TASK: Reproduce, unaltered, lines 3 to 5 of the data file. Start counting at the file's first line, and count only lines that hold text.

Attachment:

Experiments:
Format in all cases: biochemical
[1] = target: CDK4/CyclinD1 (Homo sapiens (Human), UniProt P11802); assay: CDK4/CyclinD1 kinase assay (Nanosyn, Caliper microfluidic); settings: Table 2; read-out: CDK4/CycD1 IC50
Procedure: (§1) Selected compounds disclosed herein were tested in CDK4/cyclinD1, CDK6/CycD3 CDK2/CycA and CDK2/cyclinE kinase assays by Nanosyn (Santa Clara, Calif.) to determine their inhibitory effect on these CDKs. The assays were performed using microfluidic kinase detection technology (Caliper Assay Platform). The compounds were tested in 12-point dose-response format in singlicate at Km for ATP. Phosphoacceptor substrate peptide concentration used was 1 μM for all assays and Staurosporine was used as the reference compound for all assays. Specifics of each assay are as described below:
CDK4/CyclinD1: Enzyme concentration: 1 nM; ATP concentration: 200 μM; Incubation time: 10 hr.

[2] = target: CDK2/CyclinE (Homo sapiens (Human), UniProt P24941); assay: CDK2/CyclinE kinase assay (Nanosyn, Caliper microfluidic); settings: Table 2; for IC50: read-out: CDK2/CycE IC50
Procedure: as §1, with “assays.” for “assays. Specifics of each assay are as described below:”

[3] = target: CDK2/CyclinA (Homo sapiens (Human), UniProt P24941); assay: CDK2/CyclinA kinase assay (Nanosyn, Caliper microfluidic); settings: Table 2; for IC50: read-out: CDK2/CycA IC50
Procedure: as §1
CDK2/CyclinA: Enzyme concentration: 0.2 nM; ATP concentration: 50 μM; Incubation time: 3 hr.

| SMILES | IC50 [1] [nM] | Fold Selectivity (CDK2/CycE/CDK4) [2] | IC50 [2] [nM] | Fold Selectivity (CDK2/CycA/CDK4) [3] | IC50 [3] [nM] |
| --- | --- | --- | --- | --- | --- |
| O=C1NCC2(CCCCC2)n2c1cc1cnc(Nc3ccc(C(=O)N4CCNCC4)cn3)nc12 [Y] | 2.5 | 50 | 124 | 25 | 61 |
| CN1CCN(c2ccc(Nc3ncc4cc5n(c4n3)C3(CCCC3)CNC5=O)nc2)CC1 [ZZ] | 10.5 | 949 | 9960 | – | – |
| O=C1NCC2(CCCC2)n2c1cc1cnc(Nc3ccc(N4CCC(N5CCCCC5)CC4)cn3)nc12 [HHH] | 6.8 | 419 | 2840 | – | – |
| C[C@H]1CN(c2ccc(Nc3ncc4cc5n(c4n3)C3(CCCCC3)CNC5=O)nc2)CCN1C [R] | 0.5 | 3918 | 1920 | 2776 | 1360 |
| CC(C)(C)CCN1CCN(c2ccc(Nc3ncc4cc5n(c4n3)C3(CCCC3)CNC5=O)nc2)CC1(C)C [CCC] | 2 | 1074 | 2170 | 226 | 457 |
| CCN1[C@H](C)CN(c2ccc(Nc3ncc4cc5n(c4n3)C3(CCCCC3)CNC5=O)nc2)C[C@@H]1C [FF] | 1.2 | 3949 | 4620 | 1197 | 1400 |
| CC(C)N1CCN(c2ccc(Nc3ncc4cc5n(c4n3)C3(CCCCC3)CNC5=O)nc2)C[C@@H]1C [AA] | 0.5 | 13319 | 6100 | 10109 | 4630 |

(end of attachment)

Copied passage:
[1] = target: CDK4/CyclinD1 (Homo sapiens (Human), UniProt P11802); assay: CDK4/CyclinD1 kinase assay (Nanosyn, Caliper microfluidic); settings: Table 2; read-out: CDK4/CycD1 IC50
Procedure: (§1) Selected compounds disclosed herein were tested in CDK4/cyclinD1, CDK6/CycD3 CDK2/CycA and CDK2/cyclinE kinase assays by Nanosyn (Santa Clara, Calif.) to determine their inhibitory effect on these CDKs. The assays were performed using microfluidic kinase detection technology (Caliper Assay Platform). The compounds were tested in 12-point dose-response format in singlicate at Km for ATP. Phosphoacceptor substrate peptide concentration used was 1 μM for all assays and Staurosporine was used as the reference compound for all assays. Specifics of each assay are as described below:
CDK4/CyclinD1: Enzyme concentration: 1 nM; ATP concentration: 200 μM; Incubation time: 10 hr.